I stood at the back door shaking the cat food like Crazy Cat Lady. There came the familiar tinkling noise of Kat the Cat’s collar bell, and I waited for her appearance.
The distressed noise came from somewhere above my head, and I rolled my eyes in some annoyance. She was on the conservatory roof again.
“Get down!” I ordered firmly, stepping out into the yard to look up and glare sternly at the cat. She hesitantly put a paw over the edge of the roof. “No!” I yelped in alarm, “Not like that, you twit! Climb down the way you got up!” Kat stared blankly at me, ran along the edge of the roof several times, and then crouched down nervously. I sighed.
“Here,” I said patiently, lifting the lid of a Kerbie box over my head and setting it in front of my incredibly stupid pet, “Step on to this. Come on. There’s a good cat. Come on, Kat…”
No amount of coaxing would persuade her that I could be trusted. I returned to the house, but after a frustrating few minutes of hanging out the bathroom window in an attempt to drag her upwards, I found myself outside once again.
“Right!” I said determinedly, really trying not to lose my temper as she whimpered pathetically at the edge of the roof. “You want me to come up there? Fine. It’s not like I have anything better to do than clamber around on rooftops in the dark, rescuing mentally challenged animals.”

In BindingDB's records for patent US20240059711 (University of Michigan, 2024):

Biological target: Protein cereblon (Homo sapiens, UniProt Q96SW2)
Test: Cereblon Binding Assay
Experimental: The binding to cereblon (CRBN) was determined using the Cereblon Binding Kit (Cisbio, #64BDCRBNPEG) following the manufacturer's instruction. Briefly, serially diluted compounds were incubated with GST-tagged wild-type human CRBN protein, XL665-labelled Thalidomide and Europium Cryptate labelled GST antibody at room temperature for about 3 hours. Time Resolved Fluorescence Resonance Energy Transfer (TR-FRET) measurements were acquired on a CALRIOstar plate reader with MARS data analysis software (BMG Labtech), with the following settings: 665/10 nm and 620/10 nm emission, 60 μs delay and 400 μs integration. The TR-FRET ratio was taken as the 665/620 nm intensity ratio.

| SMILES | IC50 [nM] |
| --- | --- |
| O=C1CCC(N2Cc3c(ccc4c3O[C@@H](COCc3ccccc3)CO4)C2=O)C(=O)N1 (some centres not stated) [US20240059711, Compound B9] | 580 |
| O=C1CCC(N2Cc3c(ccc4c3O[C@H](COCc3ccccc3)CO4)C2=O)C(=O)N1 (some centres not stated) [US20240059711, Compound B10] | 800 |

Miaow! said Kat, pitifully.
I climbed on to the garden wall, hoisted myself up on to the gate pillar, and wobbled precariously, my hands on the conservatory roof. “Come on, Kat!” I said in a voice that was much more gentle than I felt. She ran gratefully towards me and I caught hold of her. I paused momentarily, wondering how to get back down without the use of my hands. Could I just throw the cat, or would that be mean?
Kat the Cat read my hesitation as a murder plot, and went into automatic defence mode. Miaow! she cried angrily, as her claws came out and swiped me across the face. “Owwwww!” I howled, staggering back and making a less than graceful dismount from the pillar, all the while holding the cat above my head in a most self-sacrificial manner. Kat stalked indignantly into the house without a murmur of gratitude.
I sat for a long time in the yard, clutching my injured ankle with one hand and rubbing my scratched face with the other.
Seriously. Whoever ends up with my cat when I leave: good luck with that. Let me know how it all works out for you.